In fact, I would argue that a well-equipped hacker is one of the most useful and versatile types of soldiers you’ll have in XCOM 2 because he or she can still heal while also hack into access points to gain various bonuses, deal large amounts of damage to robotic units or even temporarily turn them against your other foes. Then again, the new Psionics path is not to be overlooked either as Firaxis added a number of new extremely powerful abilities that can make a Psi Operative a true force to be reckoned with on the battlefield.
I found that using a hacker to gain control of a robotic enemy and having a Psi Operative to do the same with an organic one is a great way to even the odds in difficult missions, especially since the enemy almost always outnumbers you two to one. At the very least. As for the other classes, Assault, Heavy and Snipers are known in XCOM 2 as Ranger, Gunner, and Sharpshooters, and they play pretty much the same as before. The most notable exception being the Ranger who now comes equipped with a melee weapon that usually has close to 100% hit chance, which is a breath of fresh air in a game where everyone misses half of the time.
By now, it must seem like you can just breeze through XCOM 2 thanks to the new toys and abilities of your soldiers, but make no mistake because the enemy has also stepped up its game. Big time. Thanks to the fact that they pretty much rule the Earth and are keeping humanity on a short leash now, the aliens have brought even more powerful creatures to the battlefield and have even engineered humanoid enforcers called ADVENT in order to keep people in line in a semi-peaceful way.
You, of course, lead the resistance and are charged with thwarting their plans by any means necessary. Going up against the new foes is far from being a walk in the park, particularly since each type of alien you encounter is scarier than the last. Among them, you’ll come across familiar faces such as Sectoids, Mutons or Chryssalids, each more powerful than the last time you saw them in Enemy Unknown. Other aliens like the Viper or Archon are similar to their older counterparts – Thin Men and Floaters – but look completely different and are a whole lot stronger than before.
Using a hacker to gain control of a robotic enemy and having a Psi Operative to do the same with an organic one is a great way to even the odds in difficult missions, especially since the enemy almost always outnumbers you two to one.
The real danger, however, are the entirely new aliens, some of which will give you a run for your money every time you fight them. While the Sectopod is as annoying as ever, enemies like the Gatekeeper or the Andromedon are even more difficult to defeat due to their powerful abilities. I have to give special props to Firaxis for the design of these aliens as they – along with the Codex – are some of the most unique and interesting enemies I’ve ever come across in a video game.
Though every enemy in XCOM 2 is very well designed, the Gatekeeper and Andromedon are really something else. However, much like in every XCOM game, even these powerful enemies can become easier to defeat once you figure out their strengths and weaknesses. The Codex might be an exception to this rule as it is a lot more unpredictable than most of its friends, though granted, it’s not as tough as them. Then there are the Avatars, but talking about them in detail would spoil too much so let’s just say they’re the ultimate badasses and leave it at that.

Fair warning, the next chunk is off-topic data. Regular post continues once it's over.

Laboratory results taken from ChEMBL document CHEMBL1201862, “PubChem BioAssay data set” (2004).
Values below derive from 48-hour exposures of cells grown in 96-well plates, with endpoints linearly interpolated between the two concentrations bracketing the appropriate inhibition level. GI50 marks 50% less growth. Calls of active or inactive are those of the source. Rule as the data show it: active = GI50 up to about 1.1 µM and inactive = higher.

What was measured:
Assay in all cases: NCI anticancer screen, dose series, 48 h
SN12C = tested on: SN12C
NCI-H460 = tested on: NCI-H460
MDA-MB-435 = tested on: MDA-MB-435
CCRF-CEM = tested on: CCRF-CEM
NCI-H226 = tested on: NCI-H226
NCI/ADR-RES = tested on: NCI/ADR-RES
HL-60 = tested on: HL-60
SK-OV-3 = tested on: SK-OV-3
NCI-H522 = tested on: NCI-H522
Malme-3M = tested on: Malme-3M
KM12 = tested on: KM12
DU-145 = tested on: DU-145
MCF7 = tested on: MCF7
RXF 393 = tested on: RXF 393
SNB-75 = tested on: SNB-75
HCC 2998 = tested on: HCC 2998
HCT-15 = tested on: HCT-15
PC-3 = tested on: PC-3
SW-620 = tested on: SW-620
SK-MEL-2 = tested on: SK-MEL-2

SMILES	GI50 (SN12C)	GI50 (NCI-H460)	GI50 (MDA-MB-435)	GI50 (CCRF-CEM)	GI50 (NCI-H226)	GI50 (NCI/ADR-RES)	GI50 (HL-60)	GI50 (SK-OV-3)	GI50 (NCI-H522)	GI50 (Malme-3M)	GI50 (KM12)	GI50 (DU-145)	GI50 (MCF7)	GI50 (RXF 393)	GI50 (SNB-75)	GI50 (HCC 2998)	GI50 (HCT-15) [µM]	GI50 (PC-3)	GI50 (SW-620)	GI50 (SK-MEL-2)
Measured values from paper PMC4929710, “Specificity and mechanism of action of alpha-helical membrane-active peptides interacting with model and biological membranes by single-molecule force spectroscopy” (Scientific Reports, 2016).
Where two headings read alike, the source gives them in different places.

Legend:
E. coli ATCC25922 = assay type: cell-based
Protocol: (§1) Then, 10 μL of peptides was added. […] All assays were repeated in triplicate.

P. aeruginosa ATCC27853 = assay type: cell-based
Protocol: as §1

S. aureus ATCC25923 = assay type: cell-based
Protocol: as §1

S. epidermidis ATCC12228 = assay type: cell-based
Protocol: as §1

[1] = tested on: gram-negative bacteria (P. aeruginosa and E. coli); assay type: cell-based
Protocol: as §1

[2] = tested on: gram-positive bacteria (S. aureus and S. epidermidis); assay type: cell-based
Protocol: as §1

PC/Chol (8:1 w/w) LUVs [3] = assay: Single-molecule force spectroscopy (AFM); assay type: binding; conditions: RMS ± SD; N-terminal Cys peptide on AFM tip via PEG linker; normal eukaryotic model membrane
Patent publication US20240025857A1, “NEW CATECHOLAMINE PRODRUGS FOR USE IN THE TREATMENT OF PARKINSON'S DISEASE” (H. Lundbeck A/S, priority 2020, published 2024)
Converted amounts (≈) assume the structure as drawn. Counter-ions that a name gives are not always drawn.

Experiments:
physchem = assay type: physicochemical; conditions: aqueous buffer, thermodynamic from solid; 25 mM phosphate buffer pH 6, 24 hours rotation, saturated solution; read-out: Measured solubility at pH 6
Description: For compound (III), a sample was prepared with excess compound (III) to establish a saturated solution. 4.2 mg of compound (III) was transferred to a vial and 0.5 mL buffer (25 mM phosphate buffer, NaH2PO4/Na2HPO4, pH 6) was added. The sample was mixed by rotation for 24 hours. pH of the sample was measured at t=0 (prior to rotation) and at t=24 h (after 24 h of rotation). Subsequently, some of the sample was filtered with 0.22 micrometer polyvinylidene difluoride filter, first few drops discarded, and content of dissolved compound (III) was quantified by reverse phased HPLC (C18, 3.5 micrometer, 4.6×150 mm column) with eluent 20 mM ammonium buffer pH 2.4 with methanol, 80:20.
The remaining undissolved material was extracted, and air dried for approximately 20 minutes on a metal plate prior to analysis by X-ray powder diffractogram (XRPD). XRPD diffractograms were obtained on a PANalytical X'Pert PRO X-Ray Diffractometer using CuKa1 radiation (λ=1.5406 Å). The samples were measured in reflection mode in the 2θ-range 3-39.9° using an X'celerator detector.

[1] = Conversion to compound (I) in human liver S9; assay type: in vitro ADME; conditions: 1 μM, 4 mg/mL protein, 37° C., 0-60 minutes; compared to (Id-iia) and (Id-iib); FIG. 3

Everything I just said is merely the beginning because XCOM 2 was built with modding support in mind, which means that new aliens, maps, soldier classes and more are bound to show up sooner or later thanks to the modding community. Interestingly enough, three mods courtesy of Long War Studios were already available for the game on day one; but since then many more have been added to the Steam Workshop and even more are likely being carefully crafted as we speak.
Modding support combined with the several pieces of DLC and a major expansion pack greatly increase the replayability value of the game and pretty much ensure that we’re going to play XCOM 2 for years to come. But even if you play it just once, that’s still about 50 to 60 hours of quality gameplay if you like to take your sweet time with it, and you should definitely do that otherwise you won’t be prepared for the final encounter, which is quite a bit more difficult than the rest of the game.
XCOM 2 has plenty to offer but no game is perfect and this one is no exception. Though there are few flaws to talk about when it comes to the actual gameplay, we can spend quite a bit of time discussing some of the technical issues found throughout the game. Likely the most noticeable of such issues are related to performance, which seems to vary from player to player, but the consensus is that Firaxis could have done a bit better in that department. The loading times also tend to seem unnaturally long even on high-end machines for some reason.
Most of the bugs and technical issues have been resolved by Firaxis since the game’s initial launch and although a couple of others remain, they are generally just a minor nuisance that won’t affect the overall experience too much.
To make a long story short, XCOM 2 is a damn good game and quite possibly the best turn-based tactics title ever made. Well, maybe it’s a bit too soon to give it that distinction but in my book, it’s definitely up there with the likes of the original UFO: Enemy Unknown (yeah, I said it), the Civilization series or some of the older Heroes of Might & Magic games. Quite frankly, XCOM 2 is an essential title for any serious PC gamer.
In a day and age when bad ports abound and games are streamlined just so they can appeal to a larger audience, Firaxis decided to give us a title that trusts us with being smart and patient enough to beat its numerous challenges and eventually win the day. Some might call it a risky move, but based on its huge success I say that it was definitely the right call. We are smart and patient enough and we need more games like XCOM 2. Good luck out there, Commander!
This review was originally published on geeksnack.com on February 13th, 2016 before the site was taken down the following year. The review was edited to reflect certain events that have occurred since then that are relevant to XCOM 2.